One law for all.
Those of you who know our blog will know that we are mad about children here at Researching Reform, and nothing speaks to us like the plight of vulnerable children, wherever they might be.
So, when we received an email from our favourite children’s charity Kids Company asking for any help we could offer to support their Christmas initiative, we hoped we could enlist our army of superheroes, that’s you, to get involved. Their project this Christmas runs something like this:
Kids Company are having a Christmas party for 4,000 destitute children. These children often dread Christmas, and some attempt suicide at this time of year. They feel alone and unseen, and are in desperate need of a hot meal, and hugs. Lots and lots of them. (That’s hugs and kids)!
Many of these children have been sexually, physically or emotionally abused, and many do not have loving families to share Christmas with, or presents to open. Kids Company want to give these children a wonderful Christmas, filled with good food, gifts and we hope lots of love and affection.
Kids Company is also a sanctuary for neglected children at this time of the year and need help to raise funds not just for their Christmas party but for emergency child protection, mental health and food cover. As well as the 4,000 children they will be welcoming to their office, they will need to send food out to another 12,000. Yes, that’s an extra 12,000 little bodies that need to be fed and nourished.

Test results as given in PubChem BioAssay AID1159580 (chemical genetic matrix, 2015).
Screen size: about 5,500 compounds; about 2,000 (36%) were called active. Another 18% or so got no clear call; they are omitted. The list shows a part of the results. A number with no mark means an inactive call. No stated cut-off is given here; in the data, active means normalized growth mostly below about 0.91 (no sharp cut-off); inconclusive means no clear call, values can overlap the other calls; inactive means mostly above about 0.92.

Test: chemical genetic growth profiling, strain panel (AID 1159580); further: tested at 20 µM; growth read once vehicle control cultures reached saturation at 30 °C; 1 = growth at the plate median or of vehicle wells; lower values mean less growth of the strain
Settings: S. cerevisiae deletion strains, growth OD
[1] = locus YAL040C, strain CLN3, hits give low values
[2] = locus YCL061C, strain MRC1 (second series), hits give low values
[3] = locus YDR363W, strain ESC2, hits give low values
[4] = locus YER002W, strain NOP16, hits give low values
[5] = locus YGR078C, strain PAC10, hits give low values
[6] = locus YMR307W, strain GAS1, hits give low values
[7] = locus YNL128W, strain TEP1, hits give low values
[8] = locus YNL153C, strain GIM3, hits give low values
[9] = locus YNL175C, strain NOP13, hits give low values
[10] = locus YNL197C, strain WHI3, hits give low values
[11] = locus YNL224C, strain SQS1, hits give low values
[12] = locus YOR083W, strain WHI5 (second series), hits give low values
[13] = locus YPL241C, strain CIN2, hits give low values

Of course this is a tough time of year to give to every plea for help, but if you’ve found our site useful to you in some way throughout the year, or we’ve assisted you in some way, or perhaps you’ve just found our posts thought-provoking and feel they’re for the greater good, all we ask is that you might consider giving a little something to Kids Company, just as a nod to making the world a better place and to giving our poorest children something to look forward to this Christmas.
If you feel you can, just click on this link to make your way over to their Crowdfunder Page – just a fiver can make all the difference, and there are even nifty prizes to be won if you donate!